About the project
Sediment can flow into waterways and lakes impacting freshwater ecosystems and aquatic life. Sediment traps can be simple, low-cost excavations in a watercourse or near a waterbody that capture and reduce the downstream movement of gravel, sand and silt.
Living Water is trialling sediment traps at Lakes Ruatuna and Rotomānuka to see if they reduce the amount of sediment entering the lakes.
- Reduced contaminants entering the lakes
- Improved habitat for lake aquatic life such as fish and invertebrates
- Sediment traps at Ruatuna and Rotomānuka installed in early 2016. Further traps were installed at Lake Ruatuna in 2018.
- Early monitoring showed the sediment traps removed some suspended solids and total phosphorous. There were also promising signs that some forms of nitrogen were being reduced as well.
- The full efficiency of the system has been difficult to monitor due to flooding and large contamination events in November 2016 and January 2017.
- Monitoring by Manaaki Whenua continued until June 2018, after which the overall effectiveness and cost of the solution was assessed.
- Assessment of the monitoring data has shown that the sediment traps did not continue to achieve good results and the design may not be fit for purpose in this location.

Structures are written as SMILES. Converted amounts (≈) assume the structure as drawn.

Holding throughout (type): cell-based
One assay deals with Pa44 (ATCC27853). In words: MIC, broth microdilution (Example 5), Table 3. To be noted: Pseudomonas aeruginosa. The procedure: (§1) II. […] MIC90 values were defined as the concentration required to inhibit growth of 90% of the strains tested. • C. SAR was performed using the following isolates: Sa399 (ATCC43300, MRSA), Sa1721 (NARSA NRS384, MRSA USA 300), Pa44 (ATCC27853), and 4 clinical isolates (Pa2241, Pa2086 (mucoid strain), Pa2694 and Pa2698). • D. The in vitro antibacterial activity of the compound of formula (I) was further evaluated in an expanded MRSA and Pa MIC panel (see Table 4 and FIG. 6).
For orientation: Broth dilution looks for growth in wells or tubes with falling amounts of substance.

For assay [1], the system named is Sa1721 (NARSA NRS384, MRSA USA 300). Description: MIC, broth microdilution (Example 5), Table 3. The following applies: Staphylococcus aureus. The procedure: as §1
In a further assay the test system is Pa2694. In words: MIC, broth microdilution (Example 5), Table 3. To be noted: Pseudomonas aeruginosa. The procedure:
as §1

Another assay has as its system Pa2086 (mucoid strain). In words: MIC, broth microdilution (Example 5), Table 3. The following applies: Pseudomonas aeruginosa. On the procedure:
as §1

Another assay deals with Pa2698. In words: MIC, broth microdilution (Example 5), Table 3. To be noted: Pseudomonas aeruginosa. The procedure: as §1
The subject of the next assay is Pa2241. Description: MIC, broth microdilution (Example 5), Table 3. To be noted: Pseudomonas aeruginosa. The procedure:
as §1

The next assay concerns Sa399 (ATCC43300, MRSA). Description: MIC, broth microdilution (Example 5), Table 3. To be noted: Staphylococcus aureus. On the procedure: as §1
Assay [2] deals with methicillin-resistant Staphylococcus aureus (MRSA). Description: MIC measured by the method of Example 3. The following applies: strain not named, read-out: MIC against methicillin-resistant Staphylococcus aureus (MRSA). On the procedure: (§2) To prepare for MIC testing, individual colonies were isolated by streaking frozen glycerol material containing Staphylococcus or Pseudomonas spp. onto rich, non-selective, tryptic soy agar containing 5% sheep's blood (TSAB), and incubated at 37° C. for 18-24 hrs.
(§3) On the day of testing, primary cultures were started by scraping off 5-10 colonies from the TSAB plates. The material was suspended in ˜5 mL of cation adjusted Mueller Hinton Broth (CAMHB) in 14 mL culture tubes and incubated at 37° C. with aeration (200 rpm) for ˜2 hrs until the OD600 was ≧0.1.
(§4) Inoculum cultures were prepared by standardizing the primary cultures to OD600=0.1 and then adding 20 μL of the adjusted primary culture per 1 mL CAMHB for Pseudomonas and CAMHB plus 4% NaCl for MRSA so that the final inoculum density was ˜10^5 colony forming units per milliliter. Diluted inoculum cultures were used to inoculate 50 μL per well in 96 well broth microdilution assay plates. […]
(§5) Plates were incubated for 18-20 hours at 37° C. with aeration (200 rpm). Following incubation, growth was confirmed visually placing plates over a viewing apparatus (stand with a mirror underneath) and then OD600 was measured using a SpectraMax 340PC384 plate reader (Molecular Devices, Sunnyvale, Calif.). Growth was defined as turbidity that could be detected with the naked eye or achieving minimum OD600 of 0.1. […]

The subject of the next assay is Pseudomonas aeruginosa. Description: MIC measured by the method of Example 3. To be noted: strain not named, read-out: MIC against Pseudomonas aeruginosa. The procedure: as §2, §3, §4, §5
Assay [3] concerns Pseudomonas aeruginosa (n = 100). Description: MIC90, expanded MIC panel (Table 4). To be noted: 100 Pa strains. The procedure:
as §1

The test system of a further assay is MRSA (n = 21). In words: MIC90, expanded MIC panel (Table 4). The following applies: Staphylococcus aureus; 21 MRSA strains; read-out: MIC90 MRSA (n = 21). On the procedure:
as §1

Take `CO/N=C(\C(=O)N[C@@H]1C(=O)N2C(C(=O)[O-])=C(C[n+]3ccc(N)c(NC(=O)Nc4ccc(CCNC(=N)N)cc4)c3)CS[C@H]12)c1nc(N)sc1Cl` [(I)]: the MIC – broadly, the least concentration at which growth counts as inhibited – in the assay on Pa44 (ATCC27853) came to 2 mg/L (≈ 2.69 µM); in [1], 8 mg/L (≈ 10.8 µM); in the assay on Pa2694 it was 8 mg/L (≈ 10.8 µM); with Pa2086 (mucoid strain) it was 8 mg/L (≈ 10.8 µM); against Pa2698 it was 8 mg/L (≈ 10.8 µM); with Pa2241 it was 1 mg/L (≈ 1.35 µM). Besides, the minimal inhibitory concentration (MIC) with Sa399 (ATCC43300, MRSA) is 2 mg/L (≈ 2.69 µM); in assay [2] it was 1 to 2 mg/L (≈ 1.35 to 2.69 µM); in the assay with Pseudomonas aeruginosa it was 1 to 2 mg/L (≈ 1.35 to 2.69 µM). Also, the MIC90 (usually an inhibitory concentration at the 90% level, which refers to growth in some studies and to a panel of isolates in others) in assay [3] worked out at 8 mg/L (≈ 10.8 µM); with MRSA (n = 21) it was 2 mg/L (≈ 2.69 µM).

- Streamlined Environmental has partnered with Living Water to investigate what went wrong and investigate alternative trap design and how we can fix the sediment traps at the lakes. The final outcomes of this investigation are due in June 2020.
- Streamlined Environmental has monitored water quality, quantity coming off farmland to better estimate the sediment and nutrient loads over 9 months.
- In some of the traps there have been a number of issues identified; water flows through the system are often too quick for sediment to drop and nutrients to be absorbed, at other times the water inflow is too small/non-existent so the water heats and stagnates. The traps have also provided ideal conditions for the rapid establishment of Water Primrose/ Ludwigia which outcompetes other plants and can adversely hinder water flow in storm events.
- Planting inside the traps has been undertaken. Water-based plants like Kuta were used and these will slow some of the water flow and sediment will gather around the roots of plants (which they absorb to grow). These plants can also help with oxygenating the water and exclude the Water Primrose/ Ludwigia. Carex and Coprosma’s have also been planted around the edges to help shade the water.
- Case study to be written
- Pics of further sediment traps installed May 2018 here
- Planting inside the sediment traps in May 2020
The sediment traps built around the peat lakes are built for that purpose, to trap sediment before it goes into very special ecological areas. They’re built very well, and they’ve been doing them a long time here in the Waikato by a guy affectionately known as ‘Dave Dig Dig’, which is quite appropriate because he’s quite a craftsman at these tools.